Finra arbitration panel orders UBS to pay for damages over Puerto Rico bond losses

Damages linked to the commonwealth's distressed debt continue to climb

Mar 25, 2016 @ 11:25 am

By Christine Idzelis

UBS Group AG's wealth management business for the Americas must pay more than $470,000 to three investors who claimed damages because their accounts were over-concentrated in Puerto Rico bonds that plunged in value, according to the Financial Industry Regulation Authority Inc.

Obdulio Melendez Ramos, Ramon Velez Garcia and Carlos L. Merced had been seeking as much as $570,243 for damages, alleging fraud and negligent supervision, according to the Finra arbitration award document dated March 24. Their claims were filed in October 2014.

"Although the arbitrators awarded less than the full damages the claimants requested, UBS is disappointed with the decision to award any damages, with which we respectfully disagree," Gregg Rosenberg, a spokesman for UBS, said in an emailed statement.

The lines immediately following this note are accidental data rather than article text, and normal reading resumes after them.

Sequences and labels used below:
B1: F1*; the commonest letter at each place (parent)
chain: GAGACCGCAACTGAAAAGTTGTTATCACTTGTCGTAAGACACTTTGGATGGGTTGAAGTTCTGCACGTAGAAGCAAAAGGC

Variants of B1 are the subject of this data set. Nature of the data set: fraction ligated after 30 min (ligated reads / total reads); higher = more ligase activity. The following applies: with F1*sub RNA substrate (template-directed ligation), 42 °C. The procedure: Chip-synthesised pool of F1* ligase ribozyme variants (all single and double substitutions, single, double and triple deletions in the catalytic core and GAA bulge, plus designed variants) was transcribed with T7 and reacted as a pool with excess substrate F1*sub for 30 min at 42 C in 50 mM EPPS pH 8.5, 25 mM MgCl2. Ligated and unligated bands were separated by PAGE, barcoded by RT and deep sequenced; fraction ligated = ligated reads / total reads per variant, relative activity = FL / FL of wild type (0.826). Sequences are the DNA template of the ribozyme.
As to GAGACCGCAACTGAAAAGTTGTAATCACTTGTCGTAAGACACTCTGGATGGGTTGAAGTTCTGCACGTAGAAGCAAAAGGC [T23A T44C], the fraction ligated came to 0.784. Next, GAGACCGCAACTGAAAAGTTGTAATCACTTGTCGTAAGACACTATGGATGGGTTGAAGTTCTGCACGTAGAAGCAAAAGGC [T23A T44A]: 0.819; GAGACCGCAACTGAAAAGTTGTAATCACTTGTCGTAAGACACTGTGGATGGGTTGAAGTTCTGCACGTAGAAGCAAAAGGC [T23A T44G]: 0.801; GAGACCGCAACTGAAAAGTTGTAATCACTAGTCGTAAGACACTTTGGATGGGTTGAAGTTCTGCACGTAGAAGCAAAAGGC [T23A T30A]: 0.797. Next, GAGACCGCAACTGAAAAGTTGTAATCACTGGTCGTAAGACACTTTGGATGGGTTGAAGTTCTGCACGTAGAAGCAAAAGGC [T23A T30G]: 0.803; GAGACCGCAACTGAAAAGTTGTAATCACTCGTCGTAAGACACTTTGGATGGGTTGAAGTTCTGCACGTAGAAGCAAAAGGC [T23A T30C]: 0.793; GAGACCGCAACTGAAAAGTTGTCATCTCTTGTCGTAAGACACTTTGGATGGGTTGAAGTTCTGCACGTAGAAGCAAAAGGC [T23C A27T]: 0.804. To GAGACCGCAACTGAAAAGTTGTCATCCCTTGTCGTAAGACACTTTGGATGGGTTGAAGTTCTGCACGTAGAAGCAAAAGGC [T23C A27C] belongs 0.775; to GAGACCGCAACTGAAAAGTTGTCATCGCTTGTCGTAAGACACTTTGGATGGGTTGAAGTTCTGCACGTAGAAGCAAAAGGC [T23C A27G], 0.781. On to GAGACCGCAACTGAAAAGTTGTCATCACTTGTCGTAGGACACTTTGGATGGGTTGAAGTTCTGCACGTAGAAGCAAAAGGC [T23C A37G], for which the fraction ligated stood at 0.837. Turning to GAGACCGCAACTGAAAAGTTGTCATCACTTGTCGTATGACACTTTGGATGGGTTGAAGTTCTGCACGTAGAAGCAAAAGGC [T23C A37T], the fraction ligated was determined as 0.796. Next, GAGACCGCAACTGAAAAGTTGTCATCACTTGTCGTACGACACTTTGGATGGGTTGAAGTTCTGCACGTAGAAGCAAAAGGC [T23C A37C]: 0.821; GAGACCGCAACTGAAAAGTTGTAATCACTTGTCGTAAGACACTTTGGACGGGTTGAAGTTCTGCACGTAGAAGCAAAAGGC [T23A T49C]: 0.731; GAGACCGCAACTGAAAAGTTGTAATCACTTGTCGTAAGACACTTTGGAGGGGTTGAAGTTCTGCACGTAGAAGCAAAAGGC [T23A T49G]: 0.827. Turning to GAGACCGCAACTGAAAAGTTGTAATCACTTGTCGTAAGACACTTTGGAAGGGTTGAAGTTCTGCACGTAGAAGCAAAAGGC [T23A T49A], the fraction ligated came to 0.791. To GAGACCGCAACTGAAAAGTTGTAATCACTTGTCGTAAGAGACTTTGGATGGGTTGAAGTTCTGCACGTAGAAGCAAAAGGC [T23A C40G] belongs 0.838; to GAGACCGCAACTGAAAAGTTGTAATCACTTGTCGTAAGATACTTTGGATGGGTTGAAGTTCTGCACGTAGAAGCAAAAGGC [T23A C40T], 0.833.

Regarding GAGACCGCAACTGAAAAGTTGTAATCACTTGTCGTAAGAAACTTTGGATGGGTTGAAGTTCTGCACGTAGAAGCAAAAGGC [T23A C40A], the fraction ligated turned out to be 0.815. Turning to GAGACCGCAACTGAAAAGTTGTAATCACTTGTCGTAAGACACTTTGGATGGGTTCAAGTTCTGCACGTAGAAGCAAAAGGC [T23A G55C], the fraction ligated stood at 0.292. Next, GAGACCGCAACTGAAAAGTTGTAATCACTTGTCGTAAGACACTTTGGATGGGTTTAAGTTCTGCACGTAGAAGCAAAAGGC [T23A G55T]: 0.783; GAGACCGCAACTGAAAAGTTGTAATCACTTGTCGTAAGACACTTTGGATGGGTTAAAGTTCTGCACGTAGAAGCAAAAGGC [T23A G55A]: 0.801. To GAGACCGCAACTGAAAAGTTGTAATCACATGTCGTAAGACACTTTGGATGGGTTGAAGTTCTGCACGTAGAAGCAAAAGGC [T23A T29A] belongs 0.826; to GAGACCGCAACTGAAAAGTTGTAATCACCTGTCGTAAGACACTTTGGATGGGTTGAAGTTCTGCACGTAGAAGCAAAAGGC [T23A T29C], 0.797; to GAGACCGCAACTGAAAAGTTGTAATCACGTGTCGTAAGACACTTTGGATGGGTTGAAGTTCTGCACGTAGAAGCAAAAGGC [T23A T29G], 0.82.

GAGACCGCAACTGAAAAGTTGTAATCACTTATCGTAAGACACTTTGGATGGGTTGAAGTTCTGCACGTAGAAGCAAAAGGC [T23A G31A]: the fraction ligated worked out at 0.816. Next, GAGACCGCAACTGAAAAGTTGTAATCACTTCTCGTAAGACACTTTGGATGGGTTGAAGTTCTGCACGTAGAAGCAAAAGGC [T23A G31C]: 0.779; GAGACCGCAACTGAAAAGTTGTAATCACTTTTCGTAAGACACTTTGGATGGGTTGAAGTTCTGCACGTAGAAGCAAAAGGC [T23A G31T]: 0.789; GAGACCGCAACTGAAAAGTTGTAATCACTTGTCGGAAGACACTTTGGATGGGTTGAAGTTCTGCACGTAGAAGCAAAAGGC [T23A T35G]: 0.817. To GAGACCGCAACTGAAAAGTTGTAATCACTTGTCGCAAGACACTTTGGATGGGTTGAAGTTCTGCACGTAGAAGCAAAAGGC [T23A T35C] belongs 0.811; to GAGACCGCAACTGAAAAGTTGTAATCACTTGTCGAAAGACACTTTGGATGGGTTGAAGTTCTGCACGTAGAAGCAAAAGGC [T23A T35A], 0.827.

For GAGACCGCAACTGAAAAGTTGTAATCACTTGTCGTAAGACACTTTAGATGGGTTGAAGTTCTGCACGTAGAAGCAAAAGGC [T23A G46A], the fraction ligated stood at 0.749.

"The decision in this case was based on the facts and circumstances particular to these particular claimants, and is not indicative of how other panels may rule with regard to other customers who invested in similar products," he said.

Damages tied to Puerto Rico's distressed debt were among the litigation matters outlined in the Swiss bank's financial supplement for its fourth-quarter earnings results released in early February. The supplement showed that since August 2013, declines in the price of Puerto Rico municipal bonds and related funds managed and distributed by UBS have led to regulatory inquiries, customer complaints and arbitrations, with claimed damages totaling $1.5 billion.

About $284 million of claims were resolved through settlements or arbitration, according to the supplement.

The oil bust could leave a similarly long wake of arbitration awards in the brokerage industry, as a wave of claims are expected to be filed this year with Finra. Investors have begun seeking damages based on allegations that their brokers put too much of their money in energy investments, which cratered following crude's plunge in the second half of 2014.

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